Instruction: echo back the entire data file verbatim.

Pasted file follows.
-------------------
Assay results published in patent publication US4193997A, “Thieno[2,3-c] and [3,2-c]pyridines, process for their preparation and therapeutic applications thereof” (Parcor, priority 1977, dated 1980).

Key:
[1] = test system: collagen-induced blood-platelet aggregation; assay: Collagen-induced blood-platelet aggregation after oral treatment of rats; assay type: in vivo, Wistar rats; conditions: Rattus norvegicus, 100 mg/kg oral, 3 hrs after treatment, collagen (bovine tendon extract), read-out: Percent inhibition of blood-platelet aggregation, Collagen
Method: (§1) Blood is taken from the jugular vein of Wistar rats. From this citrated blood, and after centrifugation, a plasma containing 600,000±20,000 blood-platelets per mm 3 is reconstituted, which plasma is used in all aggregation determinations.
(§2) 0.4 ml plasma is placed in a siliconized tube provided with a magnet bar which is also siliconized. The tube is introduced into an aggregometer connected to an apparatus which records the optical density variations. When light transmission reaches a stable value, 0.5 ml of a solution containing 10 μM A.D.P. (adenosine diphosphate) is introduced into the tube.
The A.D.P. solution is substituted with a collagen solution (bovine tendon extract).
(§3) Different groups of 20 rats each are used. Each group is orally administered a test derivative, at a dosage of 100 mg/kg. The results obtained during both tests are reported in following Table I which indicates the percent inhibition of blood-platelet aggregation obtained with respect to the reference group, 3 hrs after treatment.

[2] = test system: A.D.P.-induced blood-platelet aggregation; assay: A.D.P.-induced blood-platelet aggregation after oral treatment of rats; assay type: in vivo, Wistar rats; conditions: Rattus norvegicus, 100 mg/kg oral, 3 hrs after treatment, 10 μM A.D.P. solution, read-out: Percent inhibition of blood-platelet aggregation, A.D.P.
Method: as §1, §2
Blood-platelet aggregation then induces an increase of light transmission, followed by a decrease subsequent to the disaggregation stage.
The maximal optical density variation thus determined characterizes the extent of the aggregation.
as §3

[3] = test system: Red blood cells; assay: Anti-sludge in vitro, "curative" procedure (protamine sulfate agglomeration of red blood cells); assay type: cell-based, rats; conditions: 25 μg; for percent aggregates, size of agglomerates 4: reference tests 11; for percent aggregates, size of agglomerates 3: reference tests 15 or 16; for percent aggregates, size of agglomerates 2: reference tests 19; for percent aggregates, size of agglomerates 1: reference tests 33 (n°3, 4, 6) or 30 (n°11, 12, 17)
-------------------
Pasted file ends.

Assay results published in patent publication US4193997A, “Thieno[2,3-c] and [3,2-c]pyridines, process for their preparation and therapeutic applications thereof” (Parcor, priority 1977, dated 1980).

Key:
[1] = test system: collagen-induced blood-platelet aggregation; assay: Collagen-induced blood-platelet aggregation after oral treatment of rats; assay type: in vivo, Wistar rats; conditions: Rattus norvegicus, 100 mg/kg oral, 3 hrs after treatment, collagen (bovine tendon extract), read-out: Percent inhibition of blood-platelet aggregation, Collagen
Method: (§1) Blood is taken from the jugular vein of Wistar rats. From this citrated blood, and after centrifugation, a plasma containing 600,000±20,000 blood-platelets per mm 3 is reconstituted, which plasma is used in all aggregation determinations.
(§2) 0.4 ml plasma is placed in a siliconized tube provided with a magnet bar which is also siliconized. The tube is introduced into an aggregometer connected to an apparatus which records the optical density variations. When light transmission reaches a stable value, 0.5 ml of a solution containing 10 μM A.D.P. (adenosine diphosphate) is introduced into the tube.
The A.D.P. solution is substituted with a collagen solution (bovine tendon extract).
(§3) Different groups of 20 rats each are used. Each group is orally administered a test derivative, at a dosage of 100 mg/kg. The results obtained during both tests are reported in following Table I which indicates the percent inhibition of blood-platelet aggregation obtained with respect to the reference group, 3 hrs after treatment.

[2] = test system: A.D.P.-induced blood-platelet aggregation; assay: A.D.P.-induced blood-platelet aggregation after oral treatment of rats; assay type: in vivo, Wistar rats; conditions: Rattus norvegicus, 100 mg/kg oral, 3 hrs after treatment, 10 μM A.D.P. solution, read-out: Percent inhibition of blood-platelet aggregation, A.D.P.
Method: as §1, §2
Blood-platelet aggregation then induces an increase of light transmission, followed by a decrease subsequent to the disaggregation stage.
The maximal optical density variation thus determined characterizes the extent of the aggregation.
as §3

[3] = test system: Red blood cells; assay: Anti-sludge in vitro, "curative" procedure (protamine sulfate agglomeration of red blood cells); assay type: cell-based, rats; conditions: 25 μg; for percent aggregates, size of agglomerates 4: reference tests 11; for percent aggregates, size of agglomerates 3: reference tests 15 or 16; for percent aggregates, size of agglomerates 2: reference tests 19; for percent aggregates, size of agglomerates 1: reference tests 33 (n°3, 4, 6) or 30 (n°11, 12, 17)